you will not [understand the code]. Not now, not ever. And not only you, but everyone out there who writes code, thus that includes me as well, will not be able to read code and understand it immediately.
You know what? That is not limited to bad code. I had hard time grokking good code bases, simply because of their size and complexity (NHibernate and Windsor comes to mind). Other code bases are as large, but they have easier approachability, probably because they are dealing with less complex domain an tend to have a wide coverage rather than deep (MonoRail comes to mind).
A while ago I was involved with an effort to migrate an ancient system to SQL Server 2005. The system compromised of over 100,000 lines of code, spread over some thousands of files scattered randomly in a case sensitive file system (you can guess why this is significant). The code base was about 85% SQL and 15% bash shell scripts. The database in question was a core system and contained slightly over 4,000 tables. One of the core tables was called tmp1_PlcyDma and was used to do business critical processing. That code base took data driven code generation to a level I have never seen before. I gave up trying to track down 7(!) levels of code->generating code->execute code->generating code->rinse->repeat
To say that the code base was bad is quite an understatement. To mention that the only place where I could run the code was by using a telnet console into a test environment that was not identical to production is only the start. I could mention no debugging, runtime of ~5 hours, test time of ~3 hours, etc. The code grew organically over a ten years period and you could track the developer progress from merely annoying to criminally insane (he invented his own group by construct, using triple nested cursors and syntax so obscure that even the DBA that worked with the system for the last 5 years had no idea what was going on).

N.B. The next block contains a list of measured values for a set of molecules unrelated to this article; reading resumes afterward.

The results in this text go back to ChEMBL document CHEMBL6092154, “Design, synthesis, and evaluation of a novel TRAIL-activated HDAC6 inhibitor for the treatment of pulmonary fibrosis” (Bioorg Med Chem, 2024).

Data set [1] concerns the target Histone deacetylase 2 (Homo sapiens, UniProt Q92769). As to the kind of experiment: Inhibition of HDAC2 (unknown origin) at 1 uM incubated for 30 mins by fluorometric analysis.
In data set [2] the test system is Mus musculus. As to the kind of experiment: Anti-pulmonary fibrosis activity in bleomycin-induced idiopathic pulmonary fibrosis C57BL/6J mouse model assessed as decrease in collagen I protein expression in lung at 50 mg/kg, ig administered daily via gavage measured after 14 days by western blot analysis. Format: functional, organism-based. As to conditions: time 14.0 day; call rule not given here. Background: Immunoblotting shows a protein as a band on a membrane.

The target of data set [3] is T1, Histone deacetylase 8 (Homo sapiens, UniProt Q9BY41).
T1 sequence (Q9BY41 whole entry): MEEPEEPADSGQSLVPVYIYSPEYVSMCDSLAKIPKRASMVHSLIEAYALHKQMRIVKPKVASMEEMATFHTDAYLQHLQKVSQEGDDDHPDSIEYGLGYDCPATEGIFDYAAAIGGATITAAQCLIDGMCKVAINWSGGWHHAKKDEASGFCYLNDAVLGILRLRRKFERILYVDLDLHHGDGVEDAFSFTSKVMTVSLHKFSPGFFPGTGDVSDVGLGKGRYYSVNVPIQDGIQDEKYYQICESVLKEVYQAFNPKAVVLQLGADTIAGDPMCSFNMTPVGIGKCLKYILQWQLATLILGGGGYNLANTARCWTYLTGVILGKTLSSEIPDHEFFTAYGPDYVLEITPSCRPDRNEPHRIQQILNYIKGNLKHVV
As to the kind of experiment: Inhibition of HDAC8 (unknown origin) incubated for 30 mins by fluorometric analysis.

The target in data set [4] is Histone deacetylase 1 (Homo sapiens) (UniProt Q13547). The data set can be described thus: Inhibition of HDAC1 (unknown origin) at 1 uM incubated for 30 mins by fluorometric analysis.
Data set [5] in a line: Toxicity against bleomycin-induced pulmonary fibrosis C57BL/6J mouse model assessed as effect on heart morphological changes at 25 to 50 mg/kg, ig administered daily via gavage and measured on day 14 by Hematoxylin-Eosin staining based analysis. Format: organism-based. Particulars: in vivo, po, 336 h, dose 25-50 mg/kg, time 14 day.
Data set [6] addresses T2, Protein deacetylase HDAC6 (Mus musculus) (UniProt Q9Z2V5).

Perhaps the thing that I remember most from this project that we had a bug that kept two people hunting after it for three weeks. The issue was a missing ';'. Oh, and the criteria for success in this project was successful migration, with bug-per-bug compatibility, and no one really knew what it did, including the authors(!).
But, you know what, after a month or so of looking at the code, it got to the point where I could look at something like pc_cl_mn.sql and know that it would contains the monthly policy calculation, and that this piece of code was doing joins manually via cursors again, that plcy_tr_tmp.sql was the "indexes priming" script, etc, etc.
The code was still a horror, but once you understood that the authors of this code had a... "special" way of looking at databases, you got to the point where you could get the point of the code in an hour instead of a day, and then move that to a saner approach.
So, what does this horrifying story has to do with Frans' point above?
The premise that you can read and understand code immediately is highly dependant on what you are familiar with. I know of no one that can just sit in front of an unfamiliar code base and start producing value within the first ten minutes. But on a good code base, you should be able to be able to start producing value very quickly.